In the South China Sea, Beijing has similarly toned down its more aggressive tactical conduct over the past 18 months, though not as comprehensively as in the East China Sea. The clearest indication of this shift is the use of less confrontational tactics by China’s military and maritime law enforcement agencies.[30] From mid-2015, PLA units around China’s artificial islands have used radio transmissions to assert sovereignty claims and warn foreign ships and aircraft away from so-called “military alert zones.”[31] On 20 May 2015, a US P-8 Poseidon near the Spratly Islands received eight such radio messages from the Chinese navy, instructing the aircraft to “please go away quickly … to avoid misunderstanding.”[32] Likewise, since April 2015 Filipino government planes near Subi Reef in the Spratly Islands have regularly picked up radio orders to depart China’s “military area” to avoid “possible ‘misjudgement’.”[33] All are accused of “threatening the security of [China’s] station[s].”[34] Similar warnings are now routinely issued to Royal Australian Air Force (RAAF) patrols over the South China Sea, while Vietnamese officials report the same interactions involving their aircraft and patrol boats.[35] US warships operating in the area are frequently contacted by the PLAN and CCG which alert them to so-called “Chinese waters” and inquire about their intentions.[36] While such warnings are an illegitimate attempt to deter freedom of navigation and overflight in international waters, they enable China to assert expansive maritime claims without relying on aggressive interdiction.

China has also generally avoided large-scale confrontations in the South China Sea over the past two years. Following the China and Vietnam stand-off over Beijing’s coercive deployment of a mobile oil rig inside Vietnam’s exclusive economic zone (EEZ) in May 2014, there have been no reported incidents involving multiple or coordinated Chinese government vessels in acts of aggression against their Southeast Asian neighbours.[37] In fact, according to Chinese academics, Beijing has been “very cautious to not deploy the rig again in contentious waters,” or in conjunction with constabulary forces.[38] When China announced the HS-981 rig was restarting operations in June 2015, it identified a drilling area significantly closer to Chinese territory.[39] While the rig was deployed in waters that have not been demarcated with Vietnam, its precise location — 75 miles south of Hainan Island and 104 miles east of Vietnam’s coast — put it in an area likely to eventually be considered part of China’s EEZ.[40] Similarly, the rig’s deployment in January 2016 put it just 21.4 miles within the Chinese side of an “assumed median line.”[41] Such a carefully calibrated shift in behaviour suggests Beijing is cautious about triggering another maritime incident over the rig.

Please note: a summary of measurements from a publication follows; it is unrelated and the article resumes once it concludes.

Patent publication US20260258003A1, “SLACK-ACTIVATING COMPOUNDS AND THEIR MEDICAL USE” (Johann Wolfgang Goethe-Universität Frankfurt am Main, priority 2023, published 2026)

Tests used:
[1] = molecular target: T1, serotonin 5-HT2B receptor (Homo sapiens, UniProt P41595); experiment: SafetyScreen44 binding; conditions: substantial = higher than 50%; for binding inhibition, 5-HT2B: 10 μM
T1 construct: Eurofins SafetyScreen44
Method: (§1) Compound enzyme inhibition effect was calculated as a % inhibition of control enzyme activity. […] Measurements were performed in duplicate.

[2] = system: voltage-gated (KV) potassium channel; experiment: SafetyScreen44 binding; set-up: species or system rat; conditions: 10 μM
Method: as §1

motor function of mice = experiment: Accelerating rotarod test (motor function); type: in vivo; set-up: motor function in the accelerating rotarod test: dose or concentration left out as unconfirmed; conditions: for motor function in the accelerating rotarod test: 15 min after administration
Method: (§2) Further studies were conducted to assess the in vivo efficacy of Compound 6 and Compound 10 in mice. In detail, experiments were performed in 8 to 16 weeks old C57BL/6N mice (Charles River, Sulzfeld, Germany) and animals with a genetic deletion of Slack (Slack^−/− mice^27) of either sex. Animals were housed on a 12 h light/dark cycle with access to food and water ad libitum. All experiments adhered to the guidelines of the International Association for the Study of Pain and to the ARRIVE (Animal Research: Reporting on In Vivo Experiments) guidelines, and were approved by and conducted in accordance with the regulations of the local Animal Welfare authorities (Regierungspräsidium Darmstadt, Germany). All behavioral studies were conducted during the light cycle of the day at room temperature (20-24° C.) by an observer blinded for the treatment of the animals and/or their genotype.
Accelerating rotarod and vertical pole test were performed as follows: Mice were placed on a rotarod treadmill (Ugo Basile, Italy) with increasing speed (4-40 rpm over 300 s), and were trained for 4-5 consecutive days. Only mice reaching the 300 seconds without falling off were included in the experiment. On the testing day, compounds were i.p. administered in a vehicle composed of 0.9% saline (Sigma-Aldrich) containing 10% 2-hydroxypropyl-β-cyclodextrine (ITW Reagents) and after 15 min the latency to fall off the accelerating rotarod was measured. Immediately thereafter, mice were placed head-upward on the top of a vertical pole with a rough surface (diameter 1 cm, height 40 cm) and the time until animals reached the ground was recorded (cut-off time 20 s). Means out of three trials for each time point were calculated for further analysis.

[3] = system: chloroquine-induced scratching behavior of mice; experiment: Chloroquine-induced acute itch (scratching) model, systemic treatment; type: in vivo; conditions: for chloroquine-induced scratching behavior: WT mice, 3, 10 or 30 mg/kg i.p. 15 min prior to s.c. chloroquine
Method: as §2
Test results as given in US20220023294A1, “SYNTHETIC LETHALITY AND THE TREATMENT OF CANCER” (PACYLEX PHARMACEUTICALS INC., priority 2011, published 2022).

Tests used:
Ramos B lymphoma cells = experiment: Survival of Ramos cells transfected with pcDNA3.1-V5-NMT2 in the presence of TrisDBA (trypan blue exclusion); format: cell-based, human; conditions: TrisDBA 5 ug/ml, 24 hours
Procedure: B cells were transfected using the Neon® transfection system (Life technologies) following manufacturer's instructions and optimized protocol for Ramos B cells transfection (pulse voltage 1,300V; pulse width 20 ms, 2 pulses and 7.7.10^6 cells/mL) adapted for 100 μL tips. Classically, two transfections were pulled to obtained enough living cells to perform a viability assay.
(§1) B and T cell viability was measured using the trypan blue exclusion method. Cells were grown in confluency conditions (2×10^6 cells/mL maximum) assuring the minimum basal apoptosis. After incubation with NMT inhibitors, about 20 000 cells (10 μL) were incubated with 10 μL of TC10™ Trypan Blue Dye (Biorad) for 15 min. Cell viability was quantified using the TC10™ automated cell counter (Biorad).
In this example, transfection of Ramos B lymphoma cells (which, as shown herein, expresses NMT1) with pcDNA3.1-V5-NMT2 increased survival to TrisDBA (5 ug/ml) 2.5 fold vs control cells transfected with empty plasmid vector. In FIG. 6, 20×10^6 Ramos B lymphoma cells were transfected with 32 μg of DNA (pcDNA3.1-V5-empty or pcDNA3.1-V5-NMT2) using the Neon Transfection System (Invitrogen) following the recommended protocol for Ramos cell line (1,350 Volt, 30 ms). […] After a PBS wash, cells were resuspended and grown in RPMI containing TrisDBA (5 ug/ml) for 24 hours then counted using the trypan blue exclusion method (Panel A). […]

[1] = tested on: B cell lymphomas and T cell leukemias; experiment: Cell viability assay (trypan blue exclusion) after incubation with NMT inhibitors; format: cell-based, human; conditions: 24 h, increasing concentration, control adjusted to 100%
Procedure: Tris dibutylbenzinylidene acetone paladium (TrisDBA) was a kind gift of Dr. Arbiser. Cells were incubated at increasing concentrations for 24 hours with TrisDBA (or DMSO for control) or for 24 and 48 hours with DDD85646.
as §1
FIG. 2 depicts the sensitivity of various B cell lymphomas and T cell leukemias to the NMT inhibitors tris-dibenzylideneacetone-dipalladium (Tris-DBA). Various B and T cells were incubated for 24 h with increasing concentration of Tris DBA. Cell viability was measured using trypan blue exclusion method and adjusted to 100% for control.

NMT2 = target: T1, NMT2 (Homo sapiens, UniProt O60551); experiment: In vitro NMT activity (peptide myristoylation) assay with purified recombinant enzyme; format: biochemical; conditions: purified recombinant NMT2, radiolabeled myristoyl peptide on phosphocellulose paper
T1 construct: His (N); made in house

Beijing has not entirely abandoned the use of coercive maritime actions in the South China Sea. Chinese vessels continue to surround the Scarborough Shoal — which Beijing wrested from Manila in 2012 — and to blockade Filipino patrol boats around the Second Thomas Shoal.[42] There have also been at least ten, and perhaps more than 20, cases in the past 18 months of Chinese coastguard and naval ships ramming or firing water cannon at fishing boats from the Philippines, Vietnam, and most recently Indonesia; and one allegation of a PLAN vessel blinding a Filipino patrol plane with its searchlight.[43] However, the low-level nature of these maritime incidents, and the fact that most represent China’s use of law enforcement ships to intimidate private — rather than government — vessels, distinguish such incidents from earlier, less restrained forms of aggression.

US–China maritime encounters